10 thoughts on “Follow the (Oil) Money

  1. Who knew that King George IV was really a part of an ancient Muslim cult?
    How do I know? Because he’s trying to spin like a Whirling Dervish!

  2. One can only hope that the speech was so delusional that it is finally allowable for the media to acknowledge that the Emperor is NOT WEARING ANY CLOTHES!

    Funny, isn’t it, watching the mainstream media write the kind of ‘crazy talk’ that we’ve been reading on blogs for years now. What do you know, he is planning on handing the war off to the next President! Imagine, he is just trying to confuse and cow the people. Look at that, he changes his language just to manipulate.

    What a surprise.

  3. Pingback: The American Street » Blog Archive » Bush Speech: Close-captioned for the democracy impaired

  4. We should be surprised if he ever had any intention of cleaning up the monumental mess he’s created in the ME. Throughout his entire adult life he has created monumental messes then swaggered off relying on others to clean them up, which others always did. That road eventually led him to the job of the most powerful man in the world. Who’s to say that he won’t eventually be seated at the right hand – or is that the left hand – of the Almighty? Hasn’t he earned it?

  5. The only question is whether he was being deceptive or delusional.

    Deceptive. He’s delusional in being the commander guy, but his speech last night was pure deception. Even his “return on success” claim was a deliberate attempt to confound reality.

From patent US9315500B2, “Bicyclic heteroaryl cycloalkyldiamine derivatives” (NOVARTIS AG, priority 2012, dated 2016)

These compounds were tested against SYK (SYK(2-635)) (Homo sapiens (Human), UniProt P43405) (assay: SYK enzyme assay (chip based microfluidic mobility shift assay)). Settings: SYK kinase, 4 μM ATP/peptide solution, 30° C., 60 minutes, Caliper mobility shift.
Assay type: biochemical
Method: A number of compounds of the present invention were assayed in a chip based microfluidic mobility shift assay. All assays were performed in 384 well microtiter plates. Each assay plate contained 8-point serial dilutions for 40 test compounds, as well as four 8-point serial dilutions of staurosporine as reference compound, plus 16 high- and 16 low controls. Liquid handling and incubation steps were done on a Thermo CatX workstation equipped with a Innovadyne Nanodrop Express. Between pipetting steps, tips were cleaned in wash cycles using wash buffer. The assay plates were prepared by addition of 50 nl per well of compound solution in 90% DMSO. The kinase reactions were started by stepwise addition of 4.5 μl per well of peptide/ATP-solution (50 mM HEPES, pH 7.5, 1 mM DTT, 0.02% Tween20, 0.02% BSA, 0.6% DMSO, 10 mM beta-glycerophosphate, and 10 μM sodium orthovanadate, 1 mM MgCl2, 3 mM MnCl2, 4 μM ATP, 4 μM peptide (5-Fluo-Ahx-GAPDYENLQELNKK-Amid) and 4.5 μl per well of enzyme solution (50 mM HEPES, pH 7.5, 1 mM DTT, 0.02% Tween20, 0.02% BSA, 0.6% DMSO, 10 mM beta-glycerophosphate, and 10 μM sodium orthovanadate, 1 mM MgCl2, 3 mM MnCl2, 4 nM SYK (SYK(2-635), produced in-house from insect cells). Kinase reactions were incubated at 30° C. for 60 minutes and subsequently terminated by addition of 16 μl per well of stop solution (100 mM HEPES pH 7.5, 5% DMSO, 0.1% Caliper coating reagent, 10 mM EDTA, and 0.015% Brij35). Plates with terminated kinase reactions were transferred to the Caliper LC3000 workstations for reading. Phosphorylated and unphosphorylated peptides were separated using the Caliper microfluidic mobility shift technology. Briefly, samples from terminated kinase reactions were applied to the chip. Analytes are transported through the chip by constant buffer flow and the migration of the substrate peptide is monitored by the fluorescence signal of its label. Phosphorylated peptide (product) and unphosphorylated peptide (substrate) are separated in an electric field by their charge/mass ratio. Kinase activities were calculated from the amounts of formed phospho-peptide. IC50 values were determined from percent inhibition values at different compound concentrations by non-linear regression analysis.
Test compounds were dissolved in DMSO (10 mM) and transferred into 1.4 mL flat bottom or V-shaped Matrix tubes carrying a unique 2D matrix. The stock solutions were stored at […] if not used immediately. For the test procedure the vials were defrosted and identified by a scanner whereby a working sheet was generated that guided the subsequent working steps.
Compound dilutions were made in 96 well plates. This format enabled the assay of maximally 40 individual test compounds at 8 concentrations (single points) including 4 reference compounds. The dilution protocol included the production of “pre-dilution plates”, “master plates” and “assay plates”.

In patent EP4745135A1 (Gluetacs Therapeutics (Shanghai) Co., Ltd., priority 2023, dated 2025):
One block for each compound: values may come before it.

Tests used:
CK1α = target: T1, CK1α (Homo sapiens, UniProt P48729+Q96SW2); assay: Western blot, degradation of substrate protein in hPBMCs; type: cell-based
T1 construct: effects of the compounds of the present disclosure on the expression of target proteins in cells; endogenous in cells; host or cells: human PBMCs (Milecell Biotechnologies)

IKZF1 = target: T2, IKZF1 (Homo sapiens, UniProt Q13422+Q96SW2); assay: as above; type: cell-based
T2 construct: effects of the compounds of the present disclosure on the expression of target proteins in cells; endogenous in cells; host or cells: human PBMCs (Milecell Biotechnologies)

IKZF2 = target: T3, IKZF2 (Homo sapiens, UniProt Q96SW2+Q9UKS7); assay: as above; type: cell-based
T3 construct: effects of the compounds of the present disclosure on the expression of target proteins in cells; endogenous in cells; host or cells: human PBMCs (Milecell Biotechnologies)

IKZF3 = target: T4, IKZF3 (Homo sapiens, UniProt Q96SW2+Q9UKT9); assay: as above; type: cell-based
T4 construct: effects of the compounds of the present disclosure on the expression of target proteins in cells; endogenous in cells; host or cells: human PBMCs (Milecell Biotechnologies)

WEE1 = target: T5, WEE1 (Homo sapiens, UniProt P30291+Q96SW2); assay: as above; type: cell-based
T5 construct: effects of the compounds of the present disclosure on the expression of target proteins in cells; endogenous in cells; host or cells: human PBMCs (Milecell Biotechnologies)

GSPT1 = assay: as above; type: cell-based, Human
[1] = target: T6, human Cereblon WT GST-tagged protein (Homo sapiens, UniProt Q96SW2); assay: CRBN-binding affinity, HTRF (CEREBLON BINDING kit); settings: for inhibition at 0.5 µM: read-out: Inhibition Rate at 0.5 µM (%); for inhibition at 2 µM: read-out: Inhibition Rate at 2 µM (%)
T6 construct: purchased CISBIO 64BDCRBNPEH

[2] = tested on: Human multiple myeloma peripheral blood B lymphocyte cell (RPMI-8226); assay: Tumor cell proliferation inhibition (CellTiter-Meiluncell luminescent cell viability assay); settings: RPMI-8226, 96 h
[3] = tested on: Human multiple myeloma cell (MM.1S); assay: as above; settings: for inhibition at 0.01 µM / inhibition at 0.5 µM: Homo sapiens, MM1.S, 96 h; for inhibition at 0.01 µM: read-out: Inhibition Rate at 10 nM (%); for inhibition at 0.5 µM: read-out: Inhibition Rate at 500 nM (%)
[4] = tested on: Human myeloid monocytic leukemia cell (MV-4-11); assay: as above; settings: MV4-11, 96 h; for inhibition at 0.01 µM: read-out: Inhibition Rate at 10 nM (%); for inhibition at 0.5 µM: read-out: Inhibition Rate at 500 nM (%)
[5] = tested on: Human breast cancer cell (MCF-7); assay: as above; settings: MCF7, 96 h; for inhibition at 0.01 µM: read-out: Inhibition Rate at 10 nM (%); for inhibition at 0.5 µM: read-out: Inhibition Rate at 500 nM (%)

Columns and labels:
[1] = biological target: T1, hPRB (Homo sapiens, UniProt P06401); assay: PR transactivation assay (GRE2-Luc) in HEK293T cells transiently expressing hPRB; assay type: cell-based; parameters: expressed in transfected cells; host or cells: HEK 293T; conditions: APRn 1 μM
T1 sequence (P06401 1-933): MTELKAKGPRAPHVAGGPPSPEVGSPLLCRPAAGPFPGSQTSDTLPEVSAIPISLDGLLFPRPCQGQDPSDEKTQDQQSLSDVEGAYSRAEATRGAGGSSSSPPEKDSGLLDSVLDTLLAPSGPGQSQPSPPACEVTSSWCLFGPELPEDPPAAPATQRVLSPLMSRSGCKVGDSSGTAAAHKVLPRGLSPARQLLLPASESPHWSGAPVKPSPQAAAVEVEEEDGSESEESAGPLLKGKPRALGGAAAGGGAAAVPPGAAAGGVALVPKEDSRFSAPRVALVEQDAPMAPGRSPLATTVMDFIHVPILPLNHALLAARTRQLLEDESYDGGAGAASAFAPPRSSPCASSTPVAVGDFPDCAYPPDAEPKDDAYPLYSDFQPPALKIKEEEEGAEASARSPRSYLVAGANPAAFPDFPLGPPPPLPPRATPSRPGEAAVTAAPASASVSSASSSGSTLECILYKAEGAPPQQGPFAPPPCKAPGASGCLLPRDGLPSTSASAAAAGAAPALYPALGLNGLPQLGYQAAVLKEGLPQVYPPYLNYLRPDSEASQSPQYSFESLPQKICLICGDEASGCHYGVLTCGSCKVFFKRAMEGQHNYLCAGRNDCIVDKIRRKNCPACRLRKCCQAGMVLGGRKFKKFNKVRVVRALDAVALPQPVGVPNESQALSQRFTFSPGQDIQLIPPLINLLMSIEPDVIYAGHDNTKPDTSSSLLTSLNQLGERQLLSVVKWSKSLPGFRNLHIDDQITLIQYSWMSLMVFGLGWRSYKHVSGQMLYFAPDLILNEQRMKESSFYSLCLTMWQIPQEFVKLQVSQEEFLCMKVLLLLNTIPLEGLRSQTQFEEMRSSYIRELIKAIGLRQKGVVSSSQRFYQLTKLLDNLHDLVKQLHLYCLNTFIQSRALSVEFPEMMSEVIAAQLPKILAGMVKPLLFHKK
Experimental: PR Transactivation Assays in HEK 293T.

What puzzles me most is how the hell anybody could even extend an iota of believability to the nonsense that pours from his lips. It doesn’t speak well for the American public..What a bunch of gullible saps we must be as a nation if outrage isn’t being heard all over our land. Bush’s lies and deceits are so so obvious that it’s become an embarrassment to be called an American.

  6. I would LOVE to see moveon do an ad comparing the Iraq mess to WWII. It can be shown in a few video seconds how from it’s peak in Europe or the Pacific the threat was pushed back with dates, and how in the day of WWII it was reality that armies in uniform fought armies in uniform, taking orders from a capitol city, and the doctrine of it’s time was that once you took the capitol, you won the game – I mean war. Wingnuts insist on trying to view the Iraq conflict in WWII terms.

    On the other hand, it can be shown that in Iraq, we ‘won’ in conventional terms in days with minimal casualties, but in the years after victory, the death toll for soldiers and civilians has spiraled to the present time. The president is asking for a commitment of a decade or more which provide anyone in the mideast who objects to our occupation with targets to kill.

    Wingnuts are trying to transfer the emotional association of WWII to the Iraq conflict. In the grand debate, they have to be denied that linkage because it’s delusional to compare the two. Iraq is VietNam with sand instead of jungles.

    The other argument thats berift of reason is that if they win in Iraq, they will follow us here. After the fall of Saigon, did the Viet Cong attack Omaha? Will OBL build landing craft or B-52s? Yes, a real defense that involeves border security, and screening who can board a plane or ship bound the US is only rational.(The open-borders crowd is a delusional as wingnuts. This is the ONLY big where Democrats are vulnerable in the next election.) The destruction of Iraq has nothing to do with the mission of national security.

  7. #8

    The “iota of believability” is courtesy of the media hirelings who are stenographers to power peddling the WH talking points as news. I think it works this way: The president speaks: The listeners scratch their heads: The hirelings tell the listener what the president wants them to believe. There’s your believability.